Guys, I love elephants.
Like, I really, really love them a lot. And let me just tell you they don’t feel the same. They wanted me OFF of their backs immediately if not sooner. Luckily they’re easily swayed to your favor with a bunch of sugar cane or a bushel of bananas. The way to an elephant’s heart is the same way as to a man’s: through their stomachs. So with a hand full of kip I tried to buy an elephant’s love for an afternoon. But it would take more than a few bananas to make these elephants love a human.
When we first got to the Elephant Camp outside Luang Prabang, down a dusty road, around a mountainside, and across a muddy bridge, we were taught elephant commands, introduced to a bevy of wrinkly, grey beauties, and told that the elephant’s favorite part of the day was bath time because they love cooling off in the water.
I can’t speak for the elephant’s but I think they just hate everyone at the Elephant Camp in general. Southeast Asian people don’t treat their animals well, domestic and non, and the elephants, it seems, were no exception. It was less awkward than Tiger Temple, but that’s another story entirely. (See how I foreshadow like that? Damn I’m good.)
The elephants are large. I know this. You know this. They’re gigantic. They could sit on us and murder us, but they choose not to because they are docile, gentle giants. And so they let us, tiny predators, jump on their backs, strap literal benches to them, ride on their heads, prod them with poles. I don’t like it. It makes me uncomfortable. But the mahouts (Laotian elephant trainers) have absolutely no problem yelling, kicking, pinching, poking, and, in the case of the river, literally jumping on top of them to get them to perform for the white tourists who come to see them in hordes.
So, we rode them, fed them, laughed and took photos and then it came time for bathing. I had to put on that gorgeous navy blue men’s shirt because my bathing suit was too sexy (I know it wasn’t meant as a compliment, but I took it as one), and we headed down to the river to wash our elephants. We walked down a steep hill into the river and the elephants, every single one, immediately took giant dumps in the water. Turds the size of a baby, just floating past your legs, brushing up against your thighs. Lovely.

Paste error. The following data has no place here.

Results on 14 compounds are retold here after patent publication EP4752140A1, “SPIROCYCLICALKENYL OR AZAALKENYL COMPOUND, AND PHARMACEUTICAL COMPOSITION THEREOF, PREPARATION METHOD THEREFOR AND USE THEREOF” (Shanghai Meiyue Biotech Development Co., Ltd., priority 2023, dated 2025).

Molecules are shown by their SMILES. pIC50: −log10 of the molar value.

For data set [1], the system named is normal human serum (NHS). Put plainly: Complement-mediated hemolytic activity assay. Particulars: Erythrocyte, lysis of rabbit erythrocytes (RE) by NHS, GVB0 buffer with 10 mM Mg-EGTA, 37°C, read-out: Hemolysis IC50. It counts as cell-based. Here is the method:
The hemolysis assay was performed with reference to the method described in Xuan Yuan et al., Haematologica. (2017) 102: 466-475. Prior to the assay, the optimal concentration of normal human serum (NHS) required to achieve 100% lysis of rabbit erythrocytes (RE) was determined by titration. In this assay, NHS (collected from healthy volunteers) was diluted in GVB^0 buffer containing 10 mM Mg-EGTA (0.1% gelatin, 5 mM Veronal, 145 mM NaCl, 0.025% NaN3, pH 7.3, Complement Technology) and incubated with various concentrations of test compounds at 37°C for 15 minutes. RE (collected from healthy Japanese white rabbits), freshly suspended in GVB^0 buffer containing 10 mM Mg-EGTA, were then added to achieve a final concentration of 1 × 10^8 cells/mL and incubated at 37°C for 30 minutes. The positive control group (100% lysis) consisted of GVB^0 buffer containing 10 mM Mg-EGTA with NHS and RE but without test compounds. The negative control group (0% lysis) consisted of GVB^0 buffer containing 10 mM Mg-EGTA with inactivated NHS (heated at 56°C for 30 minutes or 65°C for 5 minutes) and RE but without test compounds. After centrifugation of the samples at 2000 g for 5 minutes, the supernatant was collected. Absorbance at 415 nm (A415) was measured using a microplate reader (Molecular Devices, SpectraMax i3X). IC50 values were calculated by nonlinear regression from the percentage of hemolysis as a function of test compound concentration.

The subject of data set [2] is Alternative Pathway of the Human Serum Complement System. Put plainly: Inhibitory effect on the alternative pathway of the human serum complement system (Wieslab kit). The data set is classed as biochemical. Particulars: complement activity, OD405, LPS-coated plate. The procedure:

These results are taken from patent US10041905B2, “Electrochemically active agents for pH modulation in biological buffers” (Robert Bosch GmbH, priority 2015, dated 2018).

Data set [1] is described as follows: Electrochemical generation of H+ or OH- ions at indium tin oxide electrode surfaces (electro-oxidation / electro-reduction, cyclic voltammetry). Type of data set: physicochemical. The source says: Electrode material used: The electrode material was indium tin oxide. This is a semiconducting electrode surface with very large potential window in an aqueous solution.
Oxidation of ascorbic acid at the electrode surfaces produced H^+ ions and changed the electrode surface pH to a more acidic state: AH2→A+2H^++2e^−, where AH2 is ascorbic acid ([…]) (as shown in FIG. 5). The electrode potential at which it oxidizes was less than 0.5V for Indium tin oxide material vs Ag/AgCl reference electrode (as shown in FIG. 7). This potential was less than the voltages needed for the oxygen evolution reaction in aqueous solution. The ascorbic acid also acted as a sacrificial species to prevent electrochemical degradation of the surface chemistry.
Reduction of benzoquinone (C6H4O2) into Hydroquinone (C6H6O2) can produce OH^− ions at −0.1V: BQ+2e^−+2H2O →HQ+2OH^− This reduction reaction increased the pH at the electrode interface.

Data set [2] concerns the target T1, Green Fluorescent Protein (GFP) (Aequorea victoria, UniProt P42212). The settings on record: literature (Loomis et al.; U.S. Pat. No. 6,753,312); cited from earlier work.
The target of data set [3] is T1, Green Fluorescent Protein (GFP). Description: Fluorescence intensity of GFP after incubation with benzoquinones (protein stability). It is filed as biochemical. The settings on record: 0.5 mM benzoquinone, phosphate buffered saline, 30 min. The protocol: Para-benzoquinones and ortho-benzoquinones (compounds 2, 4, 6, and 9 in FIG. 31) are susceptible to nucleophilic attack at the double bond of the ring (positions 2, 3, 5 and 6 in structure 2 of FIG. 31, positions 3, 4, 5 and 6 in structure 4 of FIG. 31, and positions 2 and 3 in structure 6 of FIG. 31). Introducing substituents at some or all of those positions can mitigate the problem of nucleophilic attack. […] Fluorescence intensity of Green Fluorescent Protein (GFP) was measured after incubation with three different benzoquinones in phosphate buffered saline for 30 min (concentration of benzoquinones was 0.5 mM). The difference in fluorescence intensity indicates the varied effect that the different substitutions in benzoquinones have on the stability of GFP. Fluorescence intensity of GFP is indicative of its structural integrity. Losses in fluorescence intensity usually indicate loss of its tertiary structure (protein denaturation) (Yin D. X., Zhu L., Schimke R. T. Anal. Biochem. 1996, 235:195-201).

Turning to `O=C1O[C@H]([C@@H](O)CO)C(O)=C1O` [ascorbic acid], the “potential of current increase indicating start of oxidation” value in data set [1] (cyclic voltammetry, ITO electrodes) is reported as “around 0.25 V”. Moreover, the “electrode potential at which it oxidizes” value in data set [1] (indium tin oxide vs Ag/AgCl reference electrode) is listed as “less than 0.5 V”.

And then I became the most uncomfortable I was all day: my mahout asked me if I wanted to get wet. I mean, I’m in the water aren’t I? I’m in my bathing suit? “Yeah,” I said, “Sure. Go for it.” And then he literally started jumping on top of my elephant, jumping up and down, slamming his feet down into her little adorable wrinkles yelling, “SHOWAAAAAAHHHH! SHOWAAAHHHH!” And shower me she did. After some light coaxing (this is blatant sarcasm), she splashed me again and again, I’m assuming to avoid more jumping.
“Whoa!” I said, alarmed. “Don’t hurt her! It’s okay. I don’t need a shower,” I said to the mahout. “It’s okay,” he assured me, “she likes it”. Forgive me, but I don’t know anyone or anything that loves being jumped up and down on being screamed at to perform for some asshole white girl with a Facebook album agenda. I felt really bad. Really, really bad. Because these elephants really are so cute. So gentle. So nice. They don’t deserve that.
The photo looks so happy, right? Just a girl and her elephant having the time of their damn lives in the beautiful Laotian countryside. In reality, though I’m smiling, because you could throw hot wax on me and I’d still be all smiles with an adorable elephant showering me in a river, I’m actually very emotionally uncomfortable because I can tell the elephant is physically uncomfortable, as well as probably emotionally ravaged by its circumstances.
So, I decided I was against elephant camps. Why don’t they just free them? Let them run free in the wild where they belong!? Why these horrendous camps?!
And the answer is devastating. The elephants have nowhere else to go. Elephants are with killed when found in the wild, their tusks used for carved ivory, their bodies stuffed and sold to collectors, or they are enslaved and brought to work in the jungles hauling lumber. Elephant camps, as shitty as they are, are the best lives these animals can hope for. How much does that suck?
It’s incredibly sad to me that elephants are kept alive and healthy purely for tourism. If we stopped visiting elephant camps, if we boycotted them or shut them down, the elephants would be killed, or released into the wild to die at the hands of native people or hunters, or be recaptured and brought to haul lumber through the countryside. I really hate that.
And so, I like to think my elephant splash fight wasn’t all bad. At least my elephant got to cool off and take a dump in the river. At least she got all the bananas I could afford. At least she’s relatively safe.
I’d like to urge anyone who visits an elephant camp in the future to make sure it’s as humane as possible. Go somewhere the elephants only work a few hours a day, where they alternate elephants, where the elephants seem unafraid of humans. If the elephants are being forced to work all day, in the heat of the sun, over and over again for the amusement of tourists, don’t be that tourist. Just leave. Go somewhere else. You’ll be glad you did when your elephant splash fight is genuine and organic. You shouldn’t need a mahout jumping and screaming on your back to make your elephant want to play with you. They should feel safe and loved, not scared and abused.
Splash on. But splash responsibly.